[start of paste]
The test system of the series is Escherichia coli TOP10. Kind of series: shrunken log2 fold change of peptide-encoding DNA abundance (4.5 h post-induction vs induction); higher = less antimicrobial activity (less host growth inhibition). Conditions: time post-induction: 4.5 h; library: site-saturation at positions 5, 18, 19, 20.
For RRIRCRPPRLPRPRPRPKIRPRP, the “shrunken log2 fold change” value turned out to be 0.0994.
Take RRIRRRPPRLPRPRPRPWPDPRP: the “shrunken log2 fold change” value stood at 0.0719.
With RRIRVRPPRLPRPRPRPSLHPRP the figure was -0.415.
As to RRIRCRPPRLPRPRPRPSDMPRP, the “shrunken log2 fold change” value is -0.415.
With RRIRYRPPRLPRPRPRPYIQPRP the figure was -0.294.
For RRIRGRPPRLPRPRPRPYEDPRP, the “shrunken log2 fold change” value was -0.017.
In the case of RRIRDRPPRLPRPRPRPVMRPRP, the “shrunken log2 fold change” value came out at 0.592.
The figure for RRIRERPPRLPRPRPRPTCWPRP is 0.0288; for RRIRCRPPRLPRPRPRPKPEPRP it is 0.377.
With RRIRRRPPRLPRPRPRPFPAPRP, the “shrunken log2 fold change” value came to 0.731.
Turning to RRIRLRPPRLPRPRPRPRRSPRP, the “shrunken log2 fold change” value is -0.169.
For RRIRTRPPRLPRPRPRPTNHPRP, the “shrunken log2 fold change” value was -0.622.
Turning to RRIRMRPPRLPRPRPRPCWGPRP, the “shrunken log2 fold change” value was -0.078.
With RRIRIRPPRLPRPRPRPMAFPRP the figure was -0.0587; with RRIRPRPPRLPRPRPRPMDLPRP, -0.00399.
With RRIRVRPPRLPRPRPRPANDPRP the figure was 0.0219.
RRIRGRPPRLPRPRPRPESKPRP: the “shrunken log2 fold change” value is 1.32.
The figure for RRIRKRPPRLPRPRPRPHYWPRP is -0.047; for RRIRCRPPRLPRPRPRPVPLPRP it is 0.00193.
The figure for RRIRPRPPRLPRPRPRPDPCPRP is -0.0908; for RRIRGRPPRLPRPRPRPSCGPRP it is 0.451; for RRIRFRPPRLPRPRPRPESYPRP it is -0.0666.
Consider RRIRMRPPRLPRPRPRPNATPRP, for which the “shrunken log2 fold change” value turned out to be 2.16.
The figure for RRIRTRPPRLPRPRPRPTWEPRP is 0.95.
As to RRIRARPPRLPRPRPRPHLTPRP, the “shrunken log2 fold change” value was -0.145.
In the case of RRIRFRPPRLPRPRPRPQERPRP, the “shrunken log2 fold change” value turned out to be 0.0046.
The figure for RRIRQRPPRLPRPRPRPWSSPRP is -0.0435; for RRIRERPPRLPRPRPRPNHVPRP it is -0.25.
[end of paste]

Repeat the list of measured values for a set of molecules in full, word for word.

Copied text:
The test system of the series is Escherichia coli TOP10. Kind of series: shrunken log2 fold change of peptide-encoding DNA abundance (4.5 h post-induction vs induction); higher = less antimicrobial activity (less host growth inhibition). Conditions: time post-induction: 4.5 h; library: site-saturation at positions 5, 18, 19, 20.
For RRIRCRPPRLPRPRPRPKIRPRP, the “shrunken log2 fold change” value turned out to be 0.0994.
Take RRIRRRPPRLPRPRPRPWPDPRP: the “shrunken log2 fold change” value stood at 0.0719.
With RRIRVRPPRLPRPRPRPSLHPRP the figure was -0.415.
As to RRIRCRPPRLPRPRPRPSDMPRP, the “shrunken log2 fold change” value is -0.415.
With RRIRYRPPRLPRPRPRPYIQPRP the figure was -0.294.
For RRIRGRPPRLPRPRPRPYEDPRP, the “shrunken log2 fold change” value was -0.017.
In the case of RRIRDRPPRLPRPRPRPVMRPRP, the “shrunken log2 fold change” value came out at 0.592.
The figure for RRIRERPPRLPRPRPRPTCWPRP is 0.0288; for RRIRCRPPRLPRPRPRPKPEPRP it is 0.377.
With RRIRRRPPRLPRPRPRPFPAPRP, the “shrunken log2 fold change” value came to 0.731.
Turning to RRIRLRPPRLPRPRPRPRRSPRP, the “shrunken log2 fold change” value is -0.169.
For RRIRTRPPRLPRPRPRPTNHPRP, the “shrunken log2 fold change” value was -0.622.
Turning to RRIRMRPPRLPRPRPRPCWGPRP, the “shrunken log2 fold change” value was -0.078.
With RRIRIRPPRLPRPRPRPMAFPRP the figure was -0.0587; with RRIRPRPPRLPRPRPRPMDLPRP, -0.00399.
With RRIRVRPPRLPRPRPRPANDPRP the figure was 0.0219.
RRIRGRPPRLPRPRPRPESKPRP: the “shrunken log2 fold change” value is 1.32.
The figure for RRIRKRPPRLPRPRPRPHYWPRP is -0.047; for RRIRCRPPRLPRPRPRPVPLPRP it is 0.00193.
The figure for RRIRPRPPRLPRPRPRPDPCPRP is -0.0908; for RRIRGRPPRLPRPRPRPSCGPRP it is 0.451; for RRIRFRPPRLPRPRPRPESYPRP it is -0.0666.
Consider RRIRMRPPRLPRPRPRPNATPRP, for which the “shrunken log2 fold change” value turned out to be 2.16.
The figure for RRIRTRPPRLPRPRPRPTWEPRP is 0.95.
As to RRIRARPPRLPRPRPRPHLTPRP, the “shrunken log2 fold change” value was -0.145.
In the case of RRIRFRPPRLPRPRPRPQERPRP, the “shrunken log2 fold change” value turned out to be 0.0046.
The figure for RRIRQRPPRLPRPRPRPWSSPRP is -0.0435; for RRIRERPPRLPRPRPRPNHVPRP it is -0.25.